For as long as I can remember, my Mom made this apple cake. At this stage of my life, this means it’s a very long time, let’s just say Mom is over 90 and we can leave it at that! When Mom referred to this cake she called it Mom’s cake -meaning my dad’s mom or my mom called it the Jewish Apple Cake. Now for starters we are not Jewish. We also called several cake’s mom’s cake since my grandmother was an amazing baker – thus the need to further identify the cake such as Jewish Apple. I did a little on line search about Jewish Apple Cake. It seems it’s called Jewish Apple because it does not use dairy such as milk or butter. There are many versions of this recipe with slight variations but basically the same recipe. I also read that this recipe was published long ago in some women’s magazine. No matter the source, the real testament to this recipe is that it’s so good, it had stood the test of time . A recipe passed by word of mouth from generation to generation and from friend to friend. The bottom line about this cake how good it tastes, that it is super easy to make and it’s a true celebration of fall! It’s a cake that satisfies the apple lover in each of us. You will get such joy from the wafting aroma of baking apples, sugar and cinnamon and then the joy of eating this yummy cake.
From by the bay, wishing you tasty apple cake food memories!
Mom’s Apple Cake a.k.a. “Jewish” Apple Cake
For Apple Filling
5 medium apples , preferably those good for baking such as macintosh
5 tablespoons granulated sugar
1 tablespoon ground cinnamon
For Cake Batter
3 cups all-purpose flour
2 cups granulated sugar
3 teaspoons baking powder
1 cup vegetable oil
1/4 cup orange juice
2 1/2 teaspoons vanilla extract
Preheat oven to 350 degrees F. Use nonstick cooking spray to grease tall tube pan, then lightly dust with flour. Peel and core the apples, then cut into 1 inch cubes. Place in a bowl and sprinkle with the 5 tablespoons of sugar and cinnamon. Toss to coat the apples evenly. Set aside. In another bowl sift together the flour and baking powder. In a separate bowl add the oil, juice, sugar, vanilla and eggs. Mix well. Add the wet ingredients into the dry and mix well. the batter will be thick. Pour half the batter into the tube pan, make sure the batter is spread evenly. Top with half the apples. Pour the remaining batter into the tube, again ensuring the batter is spread. Arrange remaining apples over the top. Bake for 1 1/2 hours or until a tester comes out clean. Let cool completely ( at least 25 minutes). Run a clean knife between the cake and pan to loosen the cake before turning onto a plate.
It’s Fall and time to get back into the kitchen to bake. I can’t think of a better cookie than this bumped up version of a chocolate chip cookie. This is by far my favorite recipe. It’s crispy, sweet and salty. Chocolate is in every bite thanks to using different sizes of chocolate bits in the cookie. You will want to make this recipe over and over again.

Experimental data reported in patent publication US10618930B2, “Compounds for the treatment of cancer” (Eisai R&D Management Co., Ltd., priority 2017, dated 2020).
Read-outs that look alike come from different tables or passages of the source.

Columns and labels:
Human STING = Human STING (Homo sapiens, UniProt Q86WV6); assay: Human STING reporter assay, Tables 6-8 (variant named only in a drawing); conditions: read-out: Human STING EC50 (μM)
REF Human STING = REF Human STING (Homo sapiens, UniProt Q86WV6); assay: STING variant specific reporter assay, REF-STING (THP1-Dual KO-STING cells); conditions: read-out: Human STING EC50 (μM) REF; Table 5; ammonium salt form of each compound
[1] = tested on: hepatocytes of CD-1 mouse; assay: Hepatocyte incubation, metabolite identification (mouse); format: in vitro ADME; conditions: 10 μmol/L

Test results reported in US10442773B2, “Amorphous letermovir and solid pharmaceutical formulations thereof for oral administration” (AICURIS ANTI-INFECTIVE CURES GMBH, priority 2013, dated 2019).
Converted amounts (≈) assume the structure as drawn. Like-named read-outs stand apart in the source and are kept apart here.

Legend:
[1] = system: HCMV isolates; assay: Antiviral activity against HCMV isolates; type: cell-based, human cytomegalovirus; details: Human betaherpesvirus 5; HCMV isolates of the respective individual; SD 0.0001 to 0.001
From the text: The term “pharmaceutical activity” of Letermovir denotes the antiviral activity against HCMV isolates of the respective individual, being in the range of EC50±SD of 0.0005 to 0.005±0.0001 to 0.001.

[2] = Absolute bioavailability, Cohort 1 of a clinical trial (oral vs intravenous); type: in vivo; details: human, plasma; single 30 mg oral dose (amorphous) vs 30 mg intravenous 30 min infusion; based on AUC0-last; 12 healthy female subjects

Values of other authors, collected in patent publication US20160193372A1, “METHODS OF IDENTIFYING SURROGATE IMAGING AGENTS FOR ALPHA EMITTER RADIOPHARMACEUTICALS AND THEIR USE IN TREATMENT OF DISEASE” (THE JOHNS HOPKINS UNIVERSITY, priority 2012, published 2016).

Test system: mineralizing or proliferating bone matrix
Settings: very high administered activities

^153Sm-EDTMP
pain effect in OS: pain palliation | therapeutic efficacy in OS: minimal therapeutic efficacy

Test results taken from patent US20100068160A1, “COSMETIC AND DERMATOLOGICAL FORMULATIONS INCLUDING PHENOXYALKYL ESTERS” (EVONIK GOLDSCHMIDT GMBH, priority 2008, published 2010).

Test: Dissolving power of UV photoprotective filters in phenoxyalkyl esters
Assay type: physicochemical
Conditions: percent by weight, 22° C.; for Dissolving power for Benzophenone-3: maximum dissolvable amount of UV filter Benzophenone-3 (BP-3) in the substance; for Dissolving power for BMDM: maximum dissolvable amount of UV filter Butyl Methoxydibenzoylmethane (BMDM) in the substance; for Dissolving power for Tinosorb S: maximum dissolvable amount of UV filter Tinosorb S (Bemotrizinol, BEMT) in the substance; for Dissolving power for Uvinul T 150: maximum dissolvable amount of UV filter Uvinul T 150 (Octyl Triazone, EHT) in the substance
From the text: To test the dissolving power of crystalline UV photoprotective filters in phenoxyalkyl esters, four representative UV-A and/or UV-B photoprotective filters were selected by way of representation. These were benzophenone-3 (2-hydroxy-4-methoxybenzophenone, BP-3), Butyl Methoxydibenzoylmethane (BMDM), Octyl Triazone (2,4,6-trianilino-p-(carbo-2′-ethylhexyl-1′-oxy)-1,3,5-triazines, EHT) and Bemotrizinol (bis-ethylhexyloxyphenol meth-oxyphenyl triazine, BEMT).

From by the bay wishing you sweet chocolate food memories!
¾cup(1½ sticks) plus 1 tablespoon unsalted butter, room temperature
¾cupdark brown sugar
1½teaspoonsvanilla extract or vanilla paste
1vanilla bean, split lengthwise
1teaspoonflaky sea salt
Find chocolate wafers (do not use chocolate wafer cookies) at specialty food stores, some grocery stores, and online.
Pulse ¾ cup chocolate wafers in a food processor until pea-sized pieces form. Whisk all-purpose flour, rye flour, baking soda, and kosher salt in a medium bowl.
Using an electric mixer on medium speed, beat butter, brown sugar, and granulated sugar in a large bowl, scraping down sides of bowl as needed, until light and fluffy, 3–4 minutes. Add egg, vanilla, and bourbon and beat until fully incorporated, about 1 minute. Reduce speed to low and slowly add dry ingredients, mixing just to blend. Fold in chopped chocolate and remaining chocolate wafers.
Portion dough into 16 balls (about ¼ cup each) and transfer to a rimmed sheet sheet as you go. Wrap tightly with plastic wrap and chill at least 3 hours or up to 1 day.
Position rack in middle of oven and preheat to 350°. Scrape vanilla seeds into sea salt in a small bowl and mix to combine (save pod for another use).
Divide dough balls between 2 parchment-lined baking sheets, spacing 3″ apart. Flatten each ball to about ¾” thick and sprinkle with vanilla salt. Bake cookies, rotating sheets halfway through, until golden brown around the edges, 14–18 minutes (cookies will firm up as they cool). Let cool slightly on baking sheets, then transfer to wire racks and let cool completely.
Do Ahead: Cookies can be made 1 day ahead. Store airtight at room temperature.
Loving this time of year and one of the best things available in early September is figs! I just picked up some Black Mission Figs at the market and was deciding how to prepare them, when my mother recalled some of her fond food memories about eating figs as a young child in Brooklyn. Her parents had a few figs trees in their small backyard. My grandmother prepared the figs with honey. I found this recipe from Emeril Lagasse , loving that the figs are roasted stuffed with blue cheese for a salty note and finished honey for additional sweetness. We loved this recipe, especially my mother remembering her childhood with this food memory!